This video, which must be 20 years old, gives a brief overview of combat shotguns in the U.S. military. There’s an error or two – the curator shows us a “smoothbore flintlock rifle,” a contradiction in terms — but the guy with the Winchester is fast, and it’s always fun to watch slugs and buckshot tear up targets.
What I found interesting were the scenes of the shotgun training program developed by the Oregon National Guard. You see soldiers throwing balls into buckets and hoops, and playing darts, all excercises designed to teach the concept that the eye goes to the target, not to the gun. The video presents the idea that once you learn shotgun techniques, you can apply them to close-quarters rifle shooting.
This isn’t a new idea: the Army adopted the theory during the Viet Nam war with “Quick Kill,” a training program that taught instinctive close-range shooting using Daisy BB guns with the sights removed. Trainees learned to shoot metal disks out of the air, shotgun-style, then moved on to engage pop-up targets on the ground. In some cases, they even engaged one another in BB gun fights. For a time, Daisy also marketed “Quick Kill” to civilians, renamed “Quick Skill.” The kits came with sightless BB guns, safety glasses and 4-inch aluminum disk targets.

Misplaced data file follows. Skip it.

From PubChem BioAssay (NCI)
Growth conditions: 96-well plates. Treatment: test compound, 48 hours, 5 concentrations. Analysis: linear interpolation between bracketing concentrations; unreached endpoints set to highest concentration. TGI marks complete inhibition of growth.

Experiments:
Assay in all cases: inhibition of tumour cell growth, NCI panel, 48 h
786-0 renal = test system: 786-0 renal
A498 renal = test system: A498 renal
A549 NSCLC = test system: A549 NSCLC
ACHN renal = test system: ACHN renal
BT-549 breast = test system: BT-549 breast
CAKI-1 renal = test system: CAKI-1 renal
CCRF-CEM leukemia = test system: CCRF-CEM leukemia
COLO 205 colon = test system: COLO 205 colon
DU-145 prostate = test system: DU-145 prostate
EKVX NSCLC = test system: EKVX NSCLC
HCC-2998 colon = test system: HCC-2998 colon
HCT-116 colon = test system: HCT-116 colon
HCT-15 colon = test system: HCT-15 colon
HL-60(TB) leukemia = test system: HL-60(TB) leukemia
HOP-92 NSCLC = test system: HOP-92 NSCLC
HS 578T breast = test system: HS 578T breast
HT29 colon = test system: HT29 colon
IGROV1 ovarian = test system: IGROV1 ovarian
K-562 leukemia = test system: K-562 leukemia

For my part, I believe it’s much easier to teach a shotgunner to shoot a rifle than it is to teach a rifleman to shoot a shotgun. Once someone learns to aim a gun, it’s very difficult to make them stop aiming and just look at the target and shoot .
I stand ready to be corrected, so have at it.
I am also curious if any of you Viet Nam era vets received “Quick Kill” training and if so, what you thought of it.